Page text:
The Effects of Post-Conditioning and Administration of Vitamin C on Intramuscular High Energy Phosphate Levels (IRI in MRI)
Recruitment status was: Recruiting
Ischemic injury to muscular tissue is common in cardiovascular medicine. The most effective treatment to avoid ischemic damage is the rapid re-establishment of reperfusion. However, reperfusion itself can result in additional damage to ischemic tissue. This phenomenon is called ischemia - reperfusion (IR) injury and is caused by different pathologic mechanisms.
Therapies are required which can be administered after the onset of an ischemic event to protect the tissue against IR injury. Therefore, a promising strategy to reduce IR injury is post-conditioning.
Likewise, pharmacological therapies administered after the onset of reperfusion might prevent tissue injury. We have recently shown that high concentrations of exogenous vitamin C abrogate experimental IR injury of the forearm vasculature in patients with peripheral artery disease and in healthy subjects.
We hypothesize that the administration of mechanical post-conditioning or of high-dose vitamin C may protect skeletal muscle against IR injury. This shall be studied employing MR spectroscopy of the leg, which is an established model to assess muscle aerobic energy metabolism.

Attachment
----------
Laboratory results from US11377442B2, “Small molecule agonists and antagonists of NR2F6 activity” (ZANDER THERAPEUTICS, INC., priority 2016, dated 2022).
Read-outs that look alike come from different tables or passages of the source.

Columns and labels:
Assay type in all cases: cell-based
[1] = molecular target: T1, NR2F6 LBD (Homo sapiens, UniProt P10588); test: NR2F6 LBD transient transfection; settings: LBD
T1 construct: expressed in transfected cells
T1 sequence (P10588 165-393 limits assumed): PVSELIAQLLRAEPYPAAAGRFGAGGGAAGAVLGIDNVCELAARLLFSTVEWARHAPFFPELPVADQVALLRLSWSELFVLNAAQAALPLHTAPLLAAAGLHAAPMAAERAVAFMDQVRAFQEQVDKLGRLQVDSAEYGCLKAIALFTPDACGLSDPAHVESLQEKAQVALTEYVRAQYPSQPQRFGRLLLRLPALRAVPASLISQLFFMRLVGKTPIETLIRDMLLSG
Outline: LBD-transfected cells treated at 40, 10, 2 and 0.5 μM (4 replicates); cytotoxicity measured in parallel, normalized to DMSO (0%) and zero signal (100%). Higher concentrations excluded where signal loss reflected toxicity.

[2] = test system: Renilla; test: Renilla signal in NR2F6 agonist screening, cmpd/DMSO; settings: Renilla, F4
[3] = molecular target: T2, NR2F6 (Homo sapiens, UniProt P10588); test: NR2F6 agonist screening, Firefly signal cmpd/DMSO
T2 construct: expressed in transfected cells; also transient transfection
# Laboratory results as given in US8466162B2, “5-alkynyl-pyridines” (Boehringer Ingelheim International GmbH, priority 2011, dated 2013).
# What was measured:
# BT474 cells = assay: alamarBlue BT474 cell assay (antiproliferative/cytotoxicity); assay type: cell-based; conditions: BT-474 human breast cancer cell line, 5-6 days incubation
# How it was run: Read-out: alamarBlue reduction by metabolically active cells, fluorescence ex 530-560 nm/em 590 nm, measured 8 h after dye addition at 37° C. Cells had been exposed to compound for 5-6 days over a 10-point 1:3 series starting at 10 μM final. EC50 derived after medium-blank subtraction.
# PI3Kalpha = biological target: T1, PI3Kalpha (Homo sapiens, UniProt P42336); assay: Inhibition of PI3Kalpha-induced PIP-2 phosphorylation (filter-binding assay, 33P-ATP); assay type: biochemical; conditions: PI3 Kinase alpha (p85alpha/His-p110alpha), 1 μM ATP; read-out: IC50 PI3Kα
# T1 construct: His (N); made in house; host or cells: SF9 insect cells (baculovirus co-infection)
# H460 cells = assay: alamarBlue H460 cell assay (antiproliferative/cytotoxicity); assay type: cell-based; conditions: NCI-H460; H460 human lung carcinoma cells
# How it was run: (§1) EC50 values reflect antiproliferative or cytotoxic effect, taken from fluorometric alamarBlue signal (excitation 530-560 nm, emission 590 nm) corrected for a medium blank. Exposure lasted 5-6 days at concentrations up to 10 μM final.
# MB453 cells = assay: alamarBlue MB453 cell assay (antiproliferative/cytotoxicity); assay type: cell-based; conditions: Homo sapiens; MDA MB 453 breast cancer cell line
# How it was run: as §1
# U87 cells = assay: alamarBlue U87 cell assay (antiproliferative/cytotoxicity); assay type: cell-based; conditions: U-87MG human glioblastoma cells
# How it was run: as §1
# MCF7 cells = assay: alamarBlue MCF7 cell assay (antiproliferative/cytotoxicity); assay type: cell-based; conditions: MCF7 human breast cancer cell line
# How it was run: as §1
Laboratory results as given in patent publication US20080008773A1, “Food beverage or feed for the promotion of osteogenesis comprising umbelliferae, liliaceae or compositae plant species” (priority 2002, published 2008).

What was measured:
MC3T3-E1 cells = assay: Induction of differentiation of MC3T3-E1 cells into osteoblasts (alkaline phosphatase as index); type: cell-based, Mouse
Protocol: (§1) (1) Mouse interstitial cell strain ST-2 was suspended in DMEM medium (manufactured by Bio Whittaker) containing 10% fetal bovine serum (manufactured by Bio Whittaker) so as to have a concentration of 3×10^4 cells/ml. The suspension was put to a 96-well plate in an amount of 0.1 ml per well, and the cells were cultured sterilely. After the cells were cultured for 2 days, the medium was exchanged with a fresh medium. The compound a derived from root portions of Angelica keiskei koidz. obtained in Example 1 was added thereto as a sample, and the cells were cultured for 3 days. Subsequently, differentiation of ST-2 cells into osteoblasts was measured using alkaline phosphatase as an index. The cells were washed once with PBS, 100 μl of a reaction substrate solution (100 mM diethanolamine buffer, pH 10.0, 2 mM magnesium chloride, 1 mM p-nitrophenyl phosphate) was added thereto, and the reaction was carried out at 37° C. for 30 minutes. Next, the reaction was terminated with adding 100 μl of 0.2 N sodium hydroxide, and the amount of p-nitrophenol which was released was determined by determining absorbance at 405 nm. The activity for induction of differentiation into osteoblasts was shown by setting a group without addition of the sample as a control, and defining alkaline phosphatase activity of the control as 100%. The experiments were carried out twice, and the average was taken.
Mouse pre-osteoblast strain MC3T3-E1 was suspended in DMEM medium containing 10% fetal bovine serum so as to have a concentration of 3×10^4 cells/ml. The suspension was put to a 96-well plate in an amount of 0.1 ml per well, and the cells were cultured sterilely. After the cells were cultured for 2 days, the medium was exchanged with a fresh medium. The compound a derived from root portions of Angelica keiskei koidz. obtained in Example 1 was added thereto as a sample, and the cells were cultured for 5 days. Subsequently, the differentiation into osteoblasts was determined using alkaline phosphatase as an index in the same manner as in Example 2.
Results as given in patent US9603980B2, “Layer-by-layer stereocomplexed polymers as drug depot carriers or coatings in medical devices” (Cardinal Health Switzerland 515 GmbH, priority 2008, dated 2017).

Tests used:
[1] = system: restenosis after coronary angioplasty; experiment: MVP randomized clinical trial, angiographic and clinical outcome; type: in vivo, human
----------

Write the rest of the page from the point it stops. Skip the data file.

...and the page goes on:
Three periods, three way cross over study in 10 volunteers. One screening visit, three one-day study days with two washout periods of >3 days in between are scheduled for each participant. The order of experimental days will be randomized. After the last treatment a final follow-up examination will be performed within one week.
Ischemia Reperfusion Injury
Drug: Vit C
Other: no intervention
|Study Design:||Allocation: Randomized
Intervention Model: Crossover Assignment
Masking: Open Label
Primary Purpose: Treatment
|Official Title:||The Effects of Post-Conditioning and Administration of Vitamin C on Intramuscular High Energy Phosphate Levels|
Please refer to this study by its ClinicalTrials.gov identifier: NCT00534924
|Medical University of Vienna|
|Principal Investigator:||Michael Wolzt, MD, Prof.||Head of research group|